We conclude that our decision in Reinhart is both controlling and analytically sound. In both the present case and Reinhart, the licensees were convicted of multiple moving violations for which DOT imposed multiple suspensions of their driving privileges under Section 1532 (a), (Reinhart), and Section 1532 (b) (both Reinhart and Licensee herein, Strawn). Both licensees were convicted of DUI, reckless driving and leaving the scene of an accident. In the present case, Strawn was also convicted of fleeing a police officer. Each of these offenses was separately committed with distinct elements; thus, none are a lesser included offense of another. A person can drive while under the influence without driving recklessly or without colliding with another vehicle. One can also drive while under the influence without either attempting to flee from a police officer or without leaving the scene of an accident. Therefore, because none of the offenses of which Strawn was convicted (reckless driving, leaving the scene of an accident and fleeing a police officer) merged as lesser included offenses, the suspensions imposed for each conviction must stand alone. Accordingly, we affirm the order of the trial court denying Strawn's appeal and reinstating the previously imposed license suspensions.
AND NOW, this 24th day of July, 2009, the order of the Court of Common Pleas of Bucks County in the above captioned matter is hereby AFFIRMED.
BONNIE BRIGANCE LEADBETTER, President Judge
The issue in this case is what standard has our Supreme Court adopted for determining the length of a license suspension when the licensee has been convicted of a number of criminal charges arising out of the same incident. Has it adopted the "single criminal episode" standard or has it adopted a merger analysis that looks at whether the elements of the multiple offenses are the same?
In Freundt v. Dept. of Transp., Bureau of Driver Licensing, 584 Pa. 283, 291, 883 A.2d 503, 507 (2005), our Supreme Court adopted the "single episode standard" holding that "the statutory framework requires 'when there is a conviction, the appropriate suspension shall be determined by whether or not the conviction stemmed from a single criminal episode, or multiple criminal episodes.'" (Emphasis added.)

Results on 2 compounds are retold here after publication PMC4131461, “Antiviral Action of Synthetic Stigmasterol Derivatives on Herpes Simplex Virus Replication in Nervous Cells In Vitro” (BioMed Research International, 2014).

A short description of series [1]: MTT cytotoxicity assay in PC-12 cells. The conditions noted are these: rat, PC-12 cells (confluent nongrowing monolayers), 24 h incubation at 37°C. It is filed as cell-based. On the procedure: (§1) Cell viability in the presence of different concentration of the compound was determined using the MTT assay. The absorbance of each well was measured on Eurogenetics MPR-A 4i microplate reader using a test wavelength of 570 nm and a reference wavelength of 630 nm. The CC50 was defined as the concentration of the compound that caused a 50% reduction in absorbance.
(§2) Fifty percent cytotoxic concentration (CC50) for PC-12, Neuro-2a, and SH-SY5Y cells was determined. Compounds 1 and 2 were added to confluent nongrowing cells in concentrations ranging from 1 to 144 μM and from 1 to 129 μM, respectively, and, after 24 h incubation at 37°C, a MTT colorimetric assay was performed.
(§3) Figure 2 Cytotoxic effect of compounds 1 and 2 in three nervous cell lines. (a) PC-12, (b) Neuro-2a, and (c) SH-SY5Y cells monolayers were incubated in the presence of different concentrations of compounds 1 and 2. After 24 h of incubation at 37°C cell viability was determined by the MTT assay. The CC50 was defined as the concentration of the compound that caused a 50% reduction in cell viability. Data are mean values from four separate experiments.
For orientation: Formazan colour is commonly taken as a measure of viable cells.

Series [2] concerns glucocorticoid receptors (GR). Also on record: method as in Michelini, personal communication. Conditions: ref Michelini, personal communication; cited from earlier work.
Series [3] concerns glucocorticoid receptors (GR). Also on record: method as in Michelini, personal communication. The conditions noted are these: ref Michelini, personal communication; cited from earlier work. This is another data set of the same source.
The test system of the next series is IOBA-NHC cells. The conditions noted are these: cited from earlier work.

The Freundt dissenters also thought our Supreme Court was adopting a single episode standard. Justice Eakin, joined by Justice Newman, disagreed with the "single criminal episode standard" stating: "I would hold that under § 1532(c), a separate suspension is properly imposed for each count of which the licensee is convicted, regardless of whether the counts occurred in a single criminal episode." Id. at 295, 883 A.2d at 509-510. (Emphasis added.)
In Drabic v. Dept. of Transp., Bureau of Driver Licensing, 588 Pa. 670, 675, 906 A.2d 1153, 1156 (2006), relying on Freundt, our Supreme Court reiterated that the "single criminal episode" standard was to be used to determine the length of suspensions, stating that "[i]n first instance, the parties disagree as to whether the doctrine of merger even applies in the instant context, i.e., when collateral civil consequences are imposed. We need not directly address this question, since we believe the plain language of the statute directs that only a single suspension can be imposed based upon a single criminal episode."
Again, the dissenters thought the Supreme Court was adopting a "single episode standard." Justice Newman, joined by Justice Eakin, stated: "the majority holds an 'offense' for purposes of § 1532(c) means a single criminal episode; I believe this interpretation is inconsistent with both the language and the aim of § 1532 ( c )." Id. at 685, 906 A.2d at 1162. Justice Saylorin his dissent stated: "Freundt's logic that 'offense' meant 'single criminal episode' and not 'violation' cannot be transported to Sections 1532(a) and (a.1), because the Legislature was even more explicit in those sections in targeting violations." Id. at 689-690, 906 A.2d at 1164.
At oral argument, when the Department's counsel was asked whether a layperson interpreting those cases believed that the Supreme Court adopted a "single criminal episode standard," he forthrightly answered "Yes."
Notwithstanding all that, apparently believing that it did not mean what it said, by glomming on stray language in Drabic, the majority finds that our Supreme Court did not adopt thesingle criminal episode standard in Freundt and Drabic. In doing so, the majority apparently believes the dissenters should not have written their dissents in those cases because the dissenters' fears that the "single criminal episode standard" was adopted were unfounded. Simply, the majority's reading of those cases to find that the Supreme Court did not adopt a single criminal episode standard is simply one that is unfathomable.*fn7
Because I am not as cavalier with Supreme Court precedent as is the majority, I respectfully dissent and would apply the single criminal episode standard to determine the length of the license suspension to impose.
DAN PELLEGRINI, JUDGE
Judge Smith-Ribner joins in this dissenting opinion.